Lyric drama in three parts, four acts in French, with Hungarian and English surtitles
Goethe dashed out The Sorrows of Young Werther in all of six weeks. The novel, which relates, through a series of letters, the hopeless love of a young poet who chooses death to escape his torments, became an immediate best seller, at a stroke both catapulting its author to fame and launching the Werther cult: women perfumed themselves with Eau de Werther, Werther attire was hawked to men, while a noticeable spike in suicides ensued across Germany.
With exquisite sensitivity, Jules Massenet found the musical and dramatic language to transform the German epistolary novel into one of the most heart-wrenching love stories in the operatic literature.
The German city of Wetzlar, ca. 1780
Act I – Le Bailli's house
On a summer day in July the widower Le Bailli – the bailiff – is practising a Christmas carol with his children in the garden of his home. His two friends Johann and Schmidt pop in for a visit to invite their host to the pub later on that day, and also to discuss the evening ball, to which the young Werther will be escorting the bailiff's eldest daughter, Charlotte. As it turns out, Charlotte already has a fiancé – Albert – who has been gone for half a year to arrange his affairs, and no-one knows when he is coming back. The two friends depart, and the bailiff herds his children into the house.
Werther arrives at the house and is enraptured by the sight of the garden and the beauty of nature. From inside the house come the voices of the children and the Christmas carol – Werther is moved as he listens to them. Charlotte appears inside, splendidly dressed for the ball, and serves supper to her younger siblings. Werther secretly watches the scene from outside, and is deeply touched by Charlotte's inner being and the family harmony he has witnessed. The other guests who are also heading to the ball also arrive – including Brühlmann and Käthchen, who are so deeply in love with each other, they are oblivious to everything else. Charlotte puts the little ones in the charge of Sophie, the next- oldest sister, and departs for the ball with Werther. The bailiff, at Sophie's urging, heads off to join his friends at the tavern. After his departure, Albert arrives unexpectedly and asks Sophie about his fiancée. The girl reassures him that Charlotte has not forgotten him, and everyone is preparing for their wedding. Albert leaves happily.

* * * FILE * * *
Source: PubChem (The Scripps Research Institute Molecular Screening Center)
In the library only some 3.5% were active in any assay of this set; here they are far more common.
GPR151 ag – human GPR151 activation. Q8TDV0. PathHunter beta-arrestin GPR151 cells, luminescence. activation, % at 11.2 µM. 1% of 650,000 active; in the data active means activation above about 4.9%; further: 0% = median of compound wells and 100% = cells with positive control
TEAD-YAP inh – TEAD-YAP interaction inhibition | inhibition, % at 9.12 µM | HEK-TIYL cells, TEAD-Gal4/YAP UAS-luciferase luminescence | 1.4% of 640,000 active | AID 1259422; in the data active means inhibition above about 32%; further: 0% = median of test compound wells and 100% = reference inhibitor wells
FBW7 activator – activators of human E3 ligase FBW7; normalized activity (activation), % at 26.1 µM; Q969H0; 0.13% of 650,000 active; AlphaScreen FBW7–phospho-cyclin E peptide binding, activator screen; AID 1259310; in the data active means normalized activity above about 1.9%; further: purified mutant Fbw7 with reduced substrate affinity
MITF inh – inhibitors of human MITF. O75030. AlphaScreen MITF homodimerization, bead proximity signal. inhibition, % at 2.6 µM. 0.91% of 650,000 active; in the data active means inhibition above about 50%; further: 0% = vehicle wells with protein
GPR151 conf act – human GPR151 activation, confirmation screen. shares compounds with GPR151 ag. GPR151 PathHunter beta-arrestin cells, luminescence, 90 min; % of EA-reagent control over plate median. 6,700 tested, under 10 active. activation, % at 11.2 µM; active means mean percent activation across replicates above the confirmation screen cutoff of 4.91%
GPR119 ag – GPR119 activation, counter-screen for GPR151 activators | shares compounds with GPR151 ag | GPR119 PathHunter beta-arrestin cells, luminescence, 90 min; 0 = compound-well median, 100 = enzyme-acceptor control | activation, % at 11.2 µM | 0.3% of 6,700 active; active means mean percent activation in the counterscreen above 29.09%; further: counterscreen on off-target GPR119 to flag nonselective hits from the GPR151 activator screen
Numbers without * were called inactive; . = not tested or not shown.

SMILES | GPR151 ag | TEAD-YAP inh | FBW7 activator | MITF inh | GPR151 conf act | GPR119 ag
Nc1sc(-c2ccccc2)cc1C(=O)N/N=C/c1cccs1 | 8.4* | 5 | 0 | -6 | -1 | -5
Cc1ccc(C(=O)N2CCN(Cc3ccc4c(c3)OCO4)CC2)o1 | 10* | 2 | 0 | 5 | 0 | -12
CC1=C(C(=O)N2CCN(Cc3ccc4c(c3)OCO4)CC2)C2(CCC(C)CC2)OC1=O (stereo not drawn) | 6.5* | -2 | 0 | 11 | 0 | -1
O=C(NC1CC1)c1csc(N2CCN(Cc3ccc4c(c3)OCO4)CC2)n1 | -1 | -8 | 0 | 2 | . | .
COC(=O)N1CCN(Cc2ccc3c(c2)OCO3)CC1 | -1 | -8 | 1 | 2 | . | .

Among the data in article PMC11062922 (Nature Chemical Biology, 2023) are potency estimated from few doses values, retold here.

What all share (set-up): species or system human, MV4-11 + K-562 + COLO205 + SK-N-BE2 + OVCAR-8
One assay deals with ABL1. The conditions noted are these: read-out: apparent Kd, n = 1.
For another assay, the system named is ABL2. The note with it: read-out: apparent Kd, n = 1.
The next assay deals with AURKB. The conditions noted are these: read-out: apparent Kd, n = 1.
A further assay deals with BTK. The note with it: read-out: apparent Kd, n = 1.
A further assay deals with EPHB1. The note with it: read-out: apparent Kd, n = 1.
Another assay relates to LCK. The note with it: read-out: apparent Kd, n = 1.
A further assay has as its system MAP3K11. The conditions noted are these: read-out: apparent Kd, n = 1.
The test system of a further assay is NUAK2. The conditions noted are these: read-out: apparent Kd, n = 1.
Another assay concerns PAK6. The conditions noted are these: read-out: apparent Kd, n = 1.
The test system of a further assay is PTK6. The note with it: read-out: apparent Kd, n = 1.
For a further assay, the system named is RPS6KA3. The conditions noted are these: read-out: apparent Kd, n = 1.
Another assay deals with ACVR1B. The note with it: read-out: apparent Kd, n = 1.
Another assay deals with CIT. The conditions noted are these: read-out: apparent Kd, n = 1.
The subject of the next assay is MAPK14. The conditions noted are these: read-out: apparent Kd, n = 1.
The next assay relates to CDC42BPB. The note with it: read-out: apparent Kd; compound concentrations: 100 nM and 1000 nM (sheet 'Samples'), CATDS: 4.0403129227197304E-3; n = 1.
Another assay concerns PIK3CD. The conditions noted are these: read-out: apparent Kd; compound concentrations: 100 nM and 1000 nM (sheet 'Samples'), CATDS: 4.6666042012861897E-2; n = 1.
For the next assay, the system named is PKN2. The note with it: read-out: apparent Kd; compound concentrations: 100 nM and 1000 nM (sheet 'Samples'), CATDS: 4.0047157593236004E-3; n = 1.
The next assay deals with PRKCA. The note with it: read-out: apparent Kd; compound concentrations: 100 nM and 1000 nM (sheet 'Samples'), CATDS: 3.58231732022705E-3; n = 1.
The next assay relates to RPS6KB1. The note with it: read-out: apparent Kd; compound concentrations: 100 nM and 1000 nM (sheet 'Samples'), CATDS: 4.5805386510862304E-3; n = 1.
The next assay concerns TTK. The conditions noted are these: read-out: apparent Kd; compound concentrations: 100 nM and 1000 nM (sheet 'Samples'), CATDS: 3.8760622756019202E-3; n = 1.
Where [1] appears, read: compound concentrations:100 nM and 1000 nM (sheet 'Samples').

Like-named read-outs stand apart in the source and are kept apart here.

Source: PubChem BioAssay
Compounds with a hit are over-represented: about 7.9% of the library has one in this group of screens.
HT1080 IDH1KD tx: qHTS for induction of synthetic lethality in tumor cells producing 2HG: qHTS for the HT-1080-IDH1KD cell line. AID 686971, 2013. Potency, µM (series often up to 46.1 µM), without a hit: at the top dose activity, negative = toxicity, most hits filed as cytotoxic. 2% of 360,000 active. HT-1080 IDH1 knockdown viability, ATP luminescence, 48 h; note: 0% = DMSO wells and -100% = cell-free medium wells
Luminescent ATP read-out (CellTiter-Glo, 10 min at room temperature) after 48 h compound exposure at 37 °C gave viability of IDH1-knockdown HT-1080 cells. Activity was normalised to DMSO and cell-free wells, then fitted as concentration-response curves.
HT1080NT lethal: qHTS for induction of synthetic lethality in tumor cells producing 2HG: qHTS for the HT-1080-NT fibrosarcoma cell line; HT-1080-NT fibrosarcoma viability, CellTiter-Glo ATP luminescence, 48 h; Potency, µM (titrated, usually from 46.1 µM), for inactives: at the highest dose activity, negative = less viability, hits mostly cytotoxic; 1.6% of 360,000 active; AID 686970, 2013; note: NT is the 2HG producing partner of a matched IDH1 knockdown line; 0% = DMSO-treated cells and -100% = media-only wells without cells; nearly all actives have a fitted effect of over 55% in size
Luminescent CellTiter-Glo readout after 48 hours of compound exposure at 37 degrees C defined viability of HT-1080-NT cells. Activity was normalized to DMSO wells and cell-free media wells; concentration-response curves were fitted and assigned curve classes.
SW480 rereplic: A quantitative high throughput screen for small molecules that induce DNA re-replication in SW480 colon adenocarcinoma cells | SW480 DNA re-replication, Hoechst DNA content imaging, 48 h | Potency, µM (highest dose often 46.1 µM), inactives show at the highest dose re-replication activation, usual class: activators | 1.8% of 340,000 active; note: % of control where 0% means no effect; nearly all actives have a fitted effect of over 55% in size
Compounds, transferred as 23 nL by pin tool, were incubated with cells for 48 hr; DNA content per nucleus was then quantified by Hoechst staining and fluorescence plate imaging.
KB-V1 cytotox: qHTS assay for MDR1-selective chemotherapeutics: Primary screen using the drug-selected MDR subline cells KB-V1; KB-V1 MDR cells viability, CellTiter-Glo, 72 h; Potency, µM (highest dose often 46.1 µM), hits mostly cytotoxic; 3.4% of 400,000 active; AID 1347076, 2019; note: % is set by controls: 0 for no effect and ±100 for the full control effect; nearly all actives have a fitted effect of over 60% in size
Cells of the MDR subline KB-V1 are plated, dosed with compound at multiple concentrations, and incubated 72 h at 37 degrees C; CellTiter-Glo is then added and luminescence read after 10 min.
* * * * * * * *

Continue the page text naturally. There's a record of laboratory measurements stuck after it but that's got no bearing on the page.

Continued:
Evening has fallen; in the moonlit garden, Werther accompanies Charlotte home after the ball. Charlotte reminisces about her departed mother and her "children", whom she loves and cares for in her place. Werther cannot contain his emotions and declares his love for the girl in the moonlit garden. The silence is broken by the sound of the bailiff calling for Charlotte: Albert has come home. Charlotte confesses to Werther that she swore to her mother on her deathbed that she would marry Albert. The young man can hardly hold back his tears, but he asks Charlotte to keep the promise she made to her mother. The girl goes into the house, and Werther, bereft of hope, remains standing alone in the garden.
Act II – The Lindens
Wetzlar's main square on a Sunday, the day of the minister's 50th wedding anniversary. Johann and Schmidt are drinking beer outside the pub and watching the people on their way to the church service. Among them are Charlotte and Albert, who have now been married for three months. They look like an idyllic couple as they make their way to the church. Werther appears and watches Charlotte and her husband in agony: he is not able to get over the fact that the gates of heaven have been shut before him. Broken, he collapses onto a bench. Schmidt and Johann come out of the pub consoling Brühlmann, who after a seven-year engagement has been abandoned by his beloved Kätchen.